Since his earliest practice, begun in the late 1960s, Long has based his art on the action of walking in the natural landscape. With his seminal work, A Line Made By Walking 1967 (Tate P07149) – a photograph showing a straight line worn in a field of grass by the repeated movement of the artist’s feet over it – Long established the simple act of walking as a gesture of primordial mark-making fundamental to the creation of art. In the context of late 1960s conceptualism, Long’s act may be seen as a subversion of the traditionally expressive gesture central to painting. Walking is non-expressive, a mechanical movement which permits the body to travel from one point to another. In a similar way, the line joining one point to another is fundamental to the process of drawing – a way of expressing direction and the logical means of connection on which cartography is based. Lines imposed on the environment are usually the result of processes of measuring, map-making and creating roads and are forced by the contours of the earth’s surface to compromise the ideal logic of straightness. Since the 1970s, Long has extended the straight line to encompass the cross, the square, the circle, the spiral, the ellipse, the curved line, the crooked line, the zig-zag, concentric rings, parallel lines, the heap, the dribble, the scratch; every possible means of making marks in nature with what is to hand, using simple actions with the artist’s hands or feet, is covered in Long’s oeuvre. More recently he has gone full circle with the notion of mapping and the trajectory of a body (in this case a body of water) through the landscape by tracing the pathways of rivers and recreating them, much reduced in size, out of gravel or stones.
Water has particular significance for Long as an elemental force which traced lines on the earth’s surface long before any living creature appeared to create paths. The trajectory of a river on the landscape is the result of millennia of watery movement, wearing a path into soil and rock. Determined by the nature of the landscape it traverses, its course from source to mouth is never a straight one. It may zig-zag down rocky gorges or meander sinuously across flat plains; the nature of the line it describes is a product of such geological factors as the form of the landscape, its elements and their susceptibility to erosion and the amount of time the river has been flowing from its source to the sea. Long has used water as a means of making transient marks on the landscape by pouring it in many different locations.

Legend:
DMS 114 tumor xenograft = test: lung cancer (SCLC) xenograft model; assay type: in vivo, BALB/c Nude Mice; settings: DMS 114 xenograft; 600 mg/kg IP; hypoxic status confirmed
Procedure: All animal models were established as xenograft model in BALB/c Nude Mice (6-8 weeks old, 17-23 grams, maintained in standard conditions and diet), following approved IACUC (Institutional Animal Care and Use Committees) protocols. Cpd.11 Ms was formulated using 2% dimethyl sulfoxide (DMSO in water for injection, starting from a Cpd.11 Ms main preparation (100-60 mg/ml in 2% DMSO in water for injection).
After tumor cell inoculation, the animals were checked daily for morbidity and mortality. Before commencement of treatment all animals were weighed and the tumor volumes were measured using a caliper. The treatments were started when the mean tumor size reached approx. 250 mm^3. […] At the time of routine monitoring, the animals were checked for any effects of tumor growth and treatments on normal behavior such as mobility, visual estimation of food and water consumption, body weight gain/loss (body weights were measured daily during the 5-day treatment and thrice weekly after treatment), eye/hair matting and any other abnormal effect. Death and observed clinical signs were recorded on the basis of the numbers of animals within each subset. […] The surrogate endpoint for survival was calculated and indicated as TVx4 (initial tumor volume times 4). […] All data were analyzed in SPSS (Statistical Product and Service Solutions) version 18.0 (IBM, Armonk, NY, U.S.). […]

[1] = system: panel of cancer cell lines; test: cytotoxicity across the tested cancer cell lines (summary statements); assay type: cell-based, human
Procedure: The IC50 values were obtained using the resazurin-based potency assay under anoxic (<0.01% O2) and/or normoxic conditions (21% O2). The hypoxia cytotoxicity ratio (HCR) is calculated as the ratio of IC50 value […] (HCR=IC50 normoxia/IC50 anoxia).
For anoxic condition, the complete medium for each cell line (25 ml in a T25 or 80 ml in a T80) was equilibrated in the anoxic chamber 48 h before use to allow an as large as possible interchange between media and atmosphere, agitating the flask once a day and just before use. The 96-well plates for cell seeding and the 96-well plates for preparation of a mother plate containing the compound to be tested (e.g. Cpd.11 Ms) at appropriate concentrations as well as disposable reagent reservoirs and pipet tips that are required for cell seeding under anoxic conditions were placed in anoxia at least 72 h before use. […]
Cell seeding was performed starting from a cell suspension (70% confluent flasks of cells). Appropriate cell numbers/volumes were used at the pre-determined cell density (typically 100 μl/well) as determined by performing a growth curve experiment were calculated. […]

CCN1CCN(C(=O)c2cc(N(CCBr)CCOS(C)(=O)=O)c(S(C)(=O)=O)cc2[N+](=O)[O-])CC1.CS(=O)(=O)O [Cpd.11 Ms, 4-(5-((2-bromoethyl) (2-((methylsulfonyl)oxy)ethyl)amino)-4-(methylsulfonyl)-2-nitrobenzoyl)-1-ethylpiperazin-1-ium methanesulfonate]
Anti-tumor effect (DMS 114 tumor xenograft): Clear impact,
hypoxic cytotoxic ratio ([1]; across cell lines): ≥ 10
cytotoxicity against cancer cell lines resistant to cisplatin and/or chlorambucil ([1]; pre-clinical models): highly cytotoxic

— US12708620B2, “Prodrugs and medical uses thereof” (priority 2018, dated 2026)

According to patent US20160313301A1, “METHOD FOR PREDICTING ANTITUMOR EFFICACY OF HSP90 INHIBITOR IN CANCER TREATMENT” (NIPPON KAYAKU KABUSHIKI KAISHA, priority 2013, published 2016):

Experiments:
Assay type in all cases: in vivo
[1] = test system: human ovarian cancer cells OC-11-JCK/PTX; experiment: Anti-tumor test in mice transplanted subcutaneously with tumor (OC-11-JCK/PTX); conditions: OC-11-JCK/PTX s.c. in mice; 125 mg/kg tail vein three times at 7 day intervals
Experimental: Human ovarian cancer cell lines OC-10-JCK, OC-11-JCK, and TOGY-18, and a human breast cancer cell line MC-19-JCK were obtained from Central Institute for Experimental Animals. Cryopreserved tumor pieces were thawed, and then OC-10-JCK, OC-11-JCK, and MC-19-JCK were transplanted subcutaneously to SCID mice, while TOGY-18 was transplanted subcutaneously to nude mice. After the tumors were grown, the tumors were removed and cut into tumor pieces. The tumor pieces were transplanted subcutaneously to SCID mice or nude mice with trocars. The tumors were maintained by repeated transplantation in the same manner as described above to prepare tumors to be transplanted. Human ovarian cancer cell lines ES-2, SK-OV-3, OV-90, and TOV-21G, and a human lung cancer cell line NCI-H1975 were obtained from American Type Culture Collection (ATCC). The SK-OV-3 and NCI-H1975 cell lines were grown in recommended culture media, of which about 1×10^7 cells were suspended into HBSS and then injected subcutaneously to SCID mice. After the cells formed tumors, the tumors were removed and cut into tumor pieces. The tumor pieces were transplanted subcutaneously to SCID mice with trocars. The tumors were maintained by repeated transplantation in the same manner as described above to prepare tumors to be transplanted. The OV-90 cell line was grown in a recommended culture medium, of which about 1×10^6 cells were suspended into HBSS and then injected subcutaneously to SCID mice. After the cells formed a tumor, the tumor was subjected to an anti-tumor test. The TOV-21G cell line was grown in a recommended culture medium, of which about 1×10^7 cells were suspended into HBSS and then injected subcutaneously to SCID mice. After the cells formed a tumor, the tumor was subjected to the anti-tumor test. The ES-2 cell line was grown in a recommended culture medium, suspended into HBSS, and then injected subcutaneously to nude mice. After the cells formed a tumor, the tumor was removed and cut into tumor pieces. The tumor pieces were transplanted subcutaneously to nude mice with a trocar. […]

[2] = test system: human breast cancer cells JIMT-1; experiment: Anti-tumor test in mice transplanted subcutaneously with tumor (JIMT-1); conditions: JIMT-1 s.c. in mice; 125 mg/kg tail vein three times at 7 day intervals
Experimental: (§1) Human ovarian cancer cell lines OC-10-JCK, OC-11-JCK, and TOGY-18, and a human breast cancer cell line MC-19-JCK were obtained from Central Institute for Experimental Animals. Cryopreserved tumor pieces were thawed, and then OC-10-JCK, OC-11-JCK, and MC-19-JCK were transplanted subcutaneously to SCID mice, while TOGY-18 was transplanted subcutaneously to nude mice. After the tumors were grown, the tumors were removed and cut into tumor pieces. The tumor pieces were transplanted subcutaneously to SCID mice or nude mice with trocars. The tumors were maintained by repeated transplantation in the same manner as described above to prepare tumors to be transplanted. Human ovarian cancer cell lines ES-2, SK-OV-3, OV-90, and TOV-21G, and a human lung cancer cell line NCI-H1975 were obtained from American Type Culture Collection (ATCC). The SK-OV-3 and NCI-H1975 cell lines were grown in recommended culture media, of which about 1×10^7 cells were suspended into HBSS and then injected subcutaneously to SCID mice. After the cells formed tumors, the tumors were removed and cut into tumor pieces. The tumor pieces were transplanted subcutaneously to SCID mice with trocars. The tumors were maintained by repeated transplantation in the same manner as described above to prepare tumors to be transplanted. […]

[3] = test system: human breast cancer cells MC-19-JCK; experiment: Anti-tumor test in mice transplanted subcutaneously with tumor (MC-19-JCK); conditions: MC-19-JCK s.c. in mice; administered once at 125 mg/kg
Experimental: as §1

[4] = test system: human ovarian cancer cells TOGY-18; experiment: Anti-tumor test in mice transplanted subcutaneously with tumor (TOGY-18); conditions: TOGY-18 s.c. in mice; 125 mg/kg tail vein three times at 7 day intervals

Waterlines 2003 is a work made in this way. In this instance the landscape is in Warli Tribal Land, Maharashtra, India and the water has been poured onto a large area of rock on the bank of a river. Two broad snaking lines extend from the water’s edge towards the rural landscape beyond the rock where a few rustic dwellings cluster below a group of trees. Most unusually for one of Long’s photographs, which are characterised by a total absence of human or animal presence, two standing male figures are visible on the outer edge of the cluster of houses. The group of images Long produced from this visit to India are virtually the first in which a human presence in the landscape is acknowledged, both directly through the appearance of human figures and indirectly through the inclusion of human habitations. Only Nomad Circle 1996, in which a Mongolian nomad sits in the centre of a circle of herd droppings Long assembled on the Mongolian plains, depicts a human being as part of the work. In Nomad Circle, the human figure appears part of the sculpture; in the Maharashtra images, the human element is part of the landscape.
Waterlines 2003 is a unique print. Waterlines 1989 (Tate P11266) is a text-based work recording waterlines poured daily from Long’s water bottle on a walk he made across Portugal and Spain in 1989.
Richard Long: Here and Now and Then, exhibition catalogue, Haunch of Venison, London 2003, reproduced p.41 in colour
Richard Long: Walking the Line, London 2002
R.H. Fuchs, Richard Long, London 1986